Seeing their future more clearly after the consolidation of stability in the country, the companies can invest all their energies in their future investments or the technologies they will develop. In his official statement, the Union of Chambers and Commodity Exchanges of Turkey (TOBB) President Rifat Hisarcıklıoğlu said that “June 24th, 2018 is a very choice to enable us to throw off miasma of uncertainties hindering the business community so that we may better focus on the economic reform agenda. Turkey will proceed to pursue its goals after June 24th.” As the Istanbul Chamber of Commerce (ITO) Chairman Sekib Avdagic stated: “Snap election offers good prospects for the real sector at most. The business world will move investment decisions ahead. With the stronger system of governance in the country, the competition for production will start a year and a half earlier.”
Uncertainty is one of the primary aspects that markets fear. Under normal conditions, early elections mean uncertainty. But this is not the case for the current state. For about six months now, economy circles have been discussing the possibility of a snap election. In an atmosphere where early election speculations were made, although there was around a year and a half before the elections, uncertainties inevitably started to arise. Uncertainties could create a risk of slowing economic activity.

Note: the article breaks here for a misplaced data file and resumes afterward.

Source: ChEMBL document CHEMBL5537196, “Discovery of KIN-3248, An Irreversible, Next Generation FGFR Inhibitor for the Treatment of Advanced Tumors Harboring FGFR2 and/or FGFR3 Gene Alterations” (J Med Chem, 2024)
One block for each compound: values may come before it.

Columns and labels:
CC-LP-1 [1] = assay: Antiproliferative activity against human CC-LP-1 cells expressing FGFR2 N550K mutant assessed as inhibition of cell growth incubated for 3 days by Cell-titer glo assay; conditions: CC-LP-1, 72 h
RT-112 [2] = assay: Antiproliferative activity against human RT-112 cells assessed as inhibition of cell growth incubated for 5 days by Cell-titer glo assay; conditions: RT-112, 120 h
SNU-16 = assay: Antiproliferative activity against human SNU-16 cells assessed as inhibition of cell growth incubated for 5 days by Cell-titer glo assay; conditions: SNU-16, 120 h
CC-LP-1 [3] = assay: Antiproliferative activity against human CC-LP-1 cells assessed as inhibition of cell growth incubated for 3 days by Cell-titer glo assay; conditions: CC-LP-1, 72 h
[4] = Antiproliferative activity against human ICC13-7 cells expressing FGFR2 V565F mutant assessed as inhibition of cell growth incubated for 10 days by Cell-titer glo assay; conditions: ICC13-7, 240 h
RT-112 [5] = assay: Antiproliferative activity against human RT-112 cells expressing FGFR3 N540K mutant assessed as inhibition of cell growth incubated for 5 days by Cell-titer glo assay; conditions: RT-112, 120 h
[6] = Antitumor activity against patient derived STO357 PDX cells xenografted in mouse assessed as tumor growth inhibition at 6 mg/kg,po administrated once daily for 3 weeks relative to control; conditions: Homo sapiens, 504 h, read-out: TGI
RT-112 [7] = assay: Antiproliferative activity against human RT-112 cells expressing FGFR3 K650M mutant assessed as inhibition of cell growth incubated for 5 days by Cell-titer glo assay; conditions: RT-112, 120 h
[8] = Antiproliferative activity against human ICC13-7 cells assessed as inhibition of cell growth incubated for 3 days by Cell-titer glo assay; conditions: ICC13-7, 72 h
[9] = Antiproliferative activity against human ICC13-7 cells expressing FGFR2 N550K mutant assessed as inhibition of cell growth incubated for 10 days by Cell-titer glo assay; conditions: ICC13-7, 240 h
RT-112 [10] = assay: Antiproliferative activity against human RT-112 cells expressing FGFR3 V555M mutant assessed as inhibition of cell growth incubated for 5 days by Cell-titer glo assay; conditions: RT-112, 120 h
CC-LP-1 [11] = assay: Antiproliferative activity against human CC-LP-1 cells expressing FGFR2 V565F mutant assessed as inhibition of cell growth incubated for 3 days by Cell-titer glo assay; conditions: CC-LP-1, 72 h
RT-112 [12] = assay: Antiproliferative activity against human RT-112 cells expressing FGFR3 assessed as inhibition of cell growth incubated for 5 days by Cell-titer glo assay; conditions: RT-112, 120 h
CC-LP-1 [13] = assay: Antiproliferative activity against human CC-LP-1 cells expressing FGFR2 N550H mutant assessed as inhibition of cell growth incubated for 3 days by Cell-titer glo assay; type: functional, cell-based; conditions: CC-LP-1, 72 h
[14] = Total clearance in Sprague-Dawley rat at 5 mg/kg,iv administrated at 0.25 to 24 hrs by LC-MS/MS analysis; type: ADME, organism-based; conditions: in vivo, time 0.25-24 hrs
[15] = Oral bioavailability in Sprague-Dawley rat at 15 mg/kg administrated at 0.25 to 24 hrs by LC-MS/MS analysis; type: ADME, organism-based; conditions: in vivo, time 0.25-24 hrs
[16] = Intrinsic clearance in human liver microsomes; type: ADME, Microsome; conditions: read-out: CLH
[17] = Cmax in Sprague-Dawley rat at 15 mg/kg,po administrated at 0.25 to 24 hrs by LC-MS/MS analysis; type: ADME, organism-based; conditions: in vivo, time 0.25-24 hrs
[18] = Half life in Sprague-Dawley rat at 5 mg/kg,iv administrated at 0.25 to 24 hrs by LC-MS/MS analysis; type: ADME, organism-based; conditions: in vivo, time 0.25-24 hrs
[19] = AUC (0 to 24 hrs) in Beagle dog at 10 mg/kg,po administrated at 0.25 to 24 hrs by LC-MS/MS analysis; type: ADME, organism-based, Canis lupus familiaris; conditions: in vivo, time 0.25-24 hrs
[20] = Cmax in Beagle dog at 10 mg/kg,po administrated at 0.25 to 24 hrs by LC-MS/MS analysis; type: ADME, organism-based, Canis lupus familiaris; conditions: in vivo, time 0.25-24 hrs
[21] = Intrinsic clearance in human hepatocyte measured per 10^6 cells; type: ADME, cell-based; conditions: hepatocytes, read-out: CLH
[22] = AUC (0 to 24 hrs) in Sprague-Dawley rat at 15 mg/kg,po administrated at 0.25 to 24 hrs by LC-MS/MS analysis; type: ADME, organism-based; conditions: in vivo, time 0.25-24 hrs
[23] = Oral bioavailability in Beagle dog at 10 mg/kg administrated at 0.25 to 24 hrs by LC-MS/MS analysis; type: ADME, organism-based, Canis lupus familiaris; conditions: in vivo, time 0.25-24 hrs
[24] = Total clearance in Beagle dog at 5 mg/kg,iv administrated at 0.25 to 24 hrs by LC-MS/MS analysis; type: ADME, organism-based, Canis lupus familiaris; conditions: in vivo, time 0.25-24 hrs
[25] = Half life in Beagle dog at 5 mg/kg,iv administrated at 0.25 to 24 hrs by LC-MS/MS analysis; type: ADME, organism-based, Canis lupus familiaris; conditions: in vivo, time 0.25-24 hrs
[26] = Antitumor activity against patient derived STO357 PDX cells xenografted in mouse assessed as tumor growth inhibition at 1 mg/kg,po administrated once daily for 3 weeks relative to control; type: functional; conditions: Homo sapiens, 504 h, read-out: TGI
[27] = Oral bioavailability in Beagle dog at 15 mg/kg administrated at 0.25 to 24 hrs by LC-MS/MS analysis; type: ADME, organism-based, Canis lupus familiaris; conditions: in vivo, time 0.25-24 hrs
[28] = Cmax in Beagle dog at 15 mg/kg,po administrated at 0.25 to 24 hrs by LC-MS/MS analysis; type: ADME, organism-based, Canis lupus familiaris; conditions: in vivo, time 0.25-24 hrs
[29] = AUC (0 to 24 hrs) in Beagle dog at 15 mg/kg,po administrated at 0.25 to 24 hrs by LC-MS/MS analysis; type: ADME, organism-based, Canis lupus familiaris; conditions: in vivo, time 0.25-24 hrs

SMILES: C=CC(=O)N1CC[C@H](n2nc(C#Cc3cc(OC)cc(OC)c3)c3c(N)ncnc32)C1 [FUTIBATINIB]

Such environments only favor the speculators who feed on risks at most. For a while, those engaging in speculative moves on exchange rates by giving the emergency state and geopolitical risks as a pretext have exerted intensive pressures on the economy in line with their own interests. The early election decision has impeded the efforts of such speculators and the ones seeking to change the course of domestic and foreign policies by putting the economy in a tight spot.
The fact that there are only two months before the elections means that the government cannot resort to populist policies that will unsettle the fiscal discipline during this period. This is another reason why the financial markets perceived this snap election decision positively, as the stock market soared and Turkish Lira rebounded. The Justice and Development Party (AK Party) governments have never implemented populist policies during any electoral period by considering the future of the Turkish economy even though it went against their own political interests. The government would probably not have used this political card even if the elections were held on the scheduled time. Bringing the elections forward has also enabled the government to demonstrate to the markets that it is not motivated by frivolous political interests and attaches importance to the fiscal discipline by ending the nonsensical election economy debates revolving around the finance markets.
Early elections usually stand as the second-best choice but it can be the first choice under the above-mentioned conditions. In fact, the rise in the stock market and the fall in exchange rates just after the snap election decision indicated this. With its new governance system, Turkey can implement reforms and policies in a systematic, predictable, coordinated and decisive way, making the future of the Turkish economy brighter.